Illustration that shows a MINI employee with a loupe in front of a screen with a sketch of Mica.
Illustration of a MINI employee with a pen and tablet ready to record results of the study.

How do you make sure there are no infringements?

When we look at the raw material supply chains, we focus on research and risk analysis to ensure traceability. This is real detective work because every step of production and delivery comes under our scrutiny. Before building a new model, we consider which materials we really need for which component. Also, all our contracts with suppliers contain clauses in line with the UN Framework Principles on Human Rights and the Environment or the OECD Guidelines for Multinational Enterprises.

Can all this be controlled from Munich and the MINI factory in Oxford?

It’s a new challenge every day. Thanks to regular training, inspections and subcontractor audits conducted by independent bodies, though, we can verify that our supply chains function compliantly. This also includes thorough – as well as unannounced – site checks. 

How do you manage to stay motivated?

It’s our mission to achieve a highly transparent level of production in the automobile industry. This is not an easy task, but it is one worth fighting for.

 Illustration of several elements in a sustainable context which symbolize MINI´s claim BIG LOVE FOR THE PLANET.

THERE IS NO PLANET B. Each of us is responsible for conserving and protecting our environment. That’s why we here at MINI have set ourselves the ambitious goal of fully electrifying our brand’s entire model range by 2030 onwards. But that’s not all; we also want our supply chains to be fair and transparent, our factories to be low on energy consumption and high on human friendliness, and our materials to be resource-conserving and recyclable. We want to lead the way forward – and get as many people to join us as possible. Why are we doing this? Because it’s in our DNA. Here at MINI we’ve always been about turning something small into something great. The first classic Mini was designed in the late 1950s, at a time when the Suez crisis had made the industrial nations of the West realise that fossil fuels were not an infinite resource. MINI has been striving ever since to make a brand of mobility possible within the limited confines of urban space, imagining cars which combine that go-kart feeling with deep environmental awareness. This is something we owe to our community and to the generations still to come.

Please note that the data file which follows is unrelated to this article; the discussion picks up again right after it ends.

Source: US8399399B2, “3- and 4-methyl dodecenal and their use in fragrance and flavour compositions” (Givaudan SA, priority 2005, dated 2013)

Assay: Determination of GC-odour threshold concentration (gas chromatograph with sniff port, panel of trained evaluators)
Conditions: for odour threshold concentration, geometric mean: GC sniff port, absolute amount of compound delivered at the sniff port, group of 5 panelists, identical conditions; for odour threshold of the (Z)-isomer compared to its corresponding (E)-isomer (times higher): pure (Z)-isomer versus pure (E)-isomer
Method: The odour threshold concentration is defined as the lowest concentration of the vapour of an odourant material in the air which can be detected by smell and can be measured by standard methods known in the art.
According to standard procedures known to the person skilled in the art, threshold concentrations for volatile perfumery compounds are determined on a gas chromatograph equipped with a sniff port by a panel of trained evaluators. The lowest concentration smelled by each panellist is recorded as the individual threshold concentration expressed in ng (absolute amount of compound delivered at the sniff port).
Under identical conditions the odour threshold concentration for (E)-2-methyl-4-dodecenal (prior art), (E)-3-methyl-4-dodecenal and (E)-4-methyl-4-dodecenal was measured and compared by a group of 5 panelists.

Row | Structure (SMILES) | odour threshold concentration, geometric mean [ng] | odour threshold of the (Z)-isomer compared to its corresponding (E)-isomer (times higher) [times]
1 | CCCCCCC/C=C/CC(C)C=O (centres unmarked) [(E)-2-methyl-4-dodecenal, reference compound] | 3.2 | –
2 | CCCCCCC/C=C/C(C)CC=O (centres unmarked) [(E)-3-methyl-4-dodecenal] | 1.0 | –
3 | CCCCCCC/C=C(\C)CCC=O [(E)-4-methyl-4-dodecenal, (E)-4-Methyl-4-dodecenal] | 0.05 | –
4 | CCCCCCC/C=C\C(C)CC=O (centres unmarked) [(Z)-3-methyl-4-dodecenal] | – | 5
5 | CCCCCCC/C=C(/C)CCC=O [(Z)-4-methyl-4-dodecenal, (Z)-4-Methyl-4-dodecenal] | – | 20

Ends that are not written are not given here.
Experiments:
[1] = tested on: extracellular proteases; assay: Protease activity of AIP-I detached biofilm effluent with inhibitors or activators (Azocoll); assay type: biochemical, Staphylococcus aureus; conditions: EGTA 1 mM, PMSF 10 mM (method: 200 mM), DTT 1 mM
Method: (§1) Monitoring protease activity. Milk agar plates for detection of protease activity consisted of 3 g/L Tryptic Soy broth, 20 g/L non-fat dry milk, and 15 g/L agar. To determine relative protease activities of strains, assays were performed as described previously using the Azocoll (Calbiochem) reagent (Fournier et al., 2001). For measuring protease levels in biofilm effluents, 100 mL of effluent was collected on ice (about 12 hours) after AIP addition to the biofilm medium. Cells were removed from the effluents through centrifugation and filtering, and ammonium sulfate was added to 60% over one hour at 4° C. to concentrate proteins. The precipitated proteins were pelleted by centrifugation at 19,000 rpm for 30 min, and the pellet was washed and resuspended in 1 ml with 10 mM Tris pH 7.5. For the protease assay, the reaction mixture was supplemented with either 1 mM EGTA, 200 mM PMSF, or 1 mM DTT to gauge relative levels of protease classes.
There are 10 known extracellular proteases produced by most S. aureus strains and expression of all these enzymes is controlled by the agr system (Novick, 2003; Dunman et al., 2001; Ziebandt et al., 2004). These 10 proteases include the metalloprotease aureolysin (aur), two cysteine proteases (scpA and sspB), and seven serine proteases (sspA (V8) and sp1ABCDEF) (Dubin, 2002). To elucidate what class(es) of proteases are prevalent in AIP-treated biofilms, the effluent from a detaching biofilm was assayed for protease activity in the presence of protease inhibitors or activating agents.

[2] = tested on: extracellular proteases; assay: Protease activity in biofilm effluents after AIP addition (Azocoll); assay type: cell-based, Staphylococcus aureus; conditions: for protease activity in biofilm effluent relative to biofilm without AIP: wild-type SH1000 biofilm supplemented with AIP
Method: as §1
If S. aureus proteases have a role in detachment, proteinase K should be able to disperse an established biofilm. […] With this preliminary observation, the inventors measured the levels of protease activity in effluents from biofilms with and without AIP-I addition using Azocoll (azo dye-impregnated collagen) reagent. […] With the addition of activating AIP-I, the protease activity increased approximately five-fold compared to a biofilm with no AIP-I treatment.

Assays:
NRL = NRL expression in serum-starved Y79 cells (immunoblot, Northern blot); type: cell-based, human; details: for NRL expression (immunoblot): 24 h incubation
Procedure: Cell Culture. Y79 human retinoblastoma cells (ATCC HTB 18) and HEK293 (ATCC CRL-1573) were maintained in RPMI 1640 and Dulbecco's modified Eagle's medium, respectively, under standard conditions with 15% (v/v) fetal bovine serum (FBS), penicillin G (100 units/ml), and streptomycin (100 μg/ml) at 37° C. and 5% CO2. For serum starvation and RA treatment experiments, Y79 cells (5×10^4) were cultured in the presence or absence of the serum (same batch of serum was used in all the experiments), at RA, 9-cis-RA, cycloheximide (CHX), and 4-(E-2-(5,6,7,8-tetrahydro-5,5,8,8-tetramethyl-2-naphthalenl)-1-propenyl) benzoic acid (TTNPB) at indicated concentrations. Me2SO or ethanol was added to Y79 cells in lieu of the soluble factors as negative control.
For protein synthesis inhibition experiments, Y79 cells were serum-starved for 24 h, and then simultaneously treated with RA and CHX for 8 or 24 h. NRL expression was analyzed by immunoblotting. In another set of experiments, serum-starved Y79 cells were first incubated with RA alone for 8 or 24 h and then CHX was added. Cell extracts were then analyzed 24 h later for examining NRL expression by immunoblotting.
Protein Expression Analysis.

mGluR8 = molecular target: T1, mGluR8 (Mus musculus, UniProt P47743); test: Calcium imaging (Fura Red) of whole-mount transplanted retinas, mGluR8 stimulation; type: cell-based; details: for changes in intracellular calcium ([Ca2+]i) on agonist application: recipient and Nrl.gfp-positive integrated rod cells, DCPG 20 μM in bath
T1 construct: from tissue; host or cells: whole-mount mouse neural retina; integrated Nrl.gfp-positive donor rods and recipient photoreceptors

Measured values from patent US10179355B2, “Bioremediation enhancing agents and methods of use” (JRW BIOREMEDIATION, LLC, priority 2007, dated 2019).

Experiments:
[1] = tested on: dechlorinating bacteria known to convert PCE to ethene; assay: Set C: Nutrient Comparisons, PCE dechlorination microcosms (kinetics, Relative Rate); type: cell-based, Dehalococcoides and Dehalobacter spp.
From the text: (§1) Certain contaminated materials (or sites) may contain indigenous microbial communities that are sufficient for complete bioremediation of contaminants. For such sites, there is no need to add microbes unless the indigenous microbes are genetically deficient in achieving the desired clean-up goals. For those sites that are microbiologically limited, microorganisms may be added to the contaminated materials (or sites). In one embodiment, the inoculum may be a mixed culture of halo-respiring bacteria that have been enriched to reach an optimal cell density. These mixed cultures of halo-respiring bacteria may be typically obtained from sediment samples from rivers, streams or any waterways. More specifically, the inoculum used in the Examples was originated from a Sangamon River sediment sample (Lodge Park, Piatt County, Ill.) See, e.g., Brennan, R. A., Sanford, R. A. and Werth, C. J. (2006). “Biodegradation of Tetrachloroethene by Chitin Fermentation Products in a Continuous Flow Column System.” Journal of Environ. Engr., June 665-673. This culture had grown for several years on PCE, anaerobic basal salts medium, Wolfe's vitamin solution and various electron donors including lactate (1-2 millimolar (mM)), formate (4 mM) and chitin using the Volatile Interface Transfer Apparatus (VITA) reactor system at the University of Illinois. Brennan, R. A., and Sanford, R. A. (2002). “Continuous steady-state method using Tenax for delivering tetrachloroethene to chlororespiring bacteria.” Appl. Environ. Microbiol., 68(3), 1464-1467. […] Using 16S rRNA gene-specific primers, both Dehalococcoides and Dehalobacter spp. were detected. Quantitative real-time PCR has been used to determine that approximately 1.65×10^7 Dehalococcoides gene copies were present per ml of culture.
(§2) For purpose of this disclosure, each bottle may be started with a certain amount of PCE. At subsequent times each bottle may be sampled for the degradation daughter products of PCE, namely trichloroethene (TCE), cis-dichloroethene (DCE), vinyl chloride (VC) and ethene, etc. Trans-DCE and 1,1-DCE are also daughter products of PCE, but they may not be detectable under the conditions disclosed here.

Illustration: Andrew Joyce


Hinweis (English disclaimers below):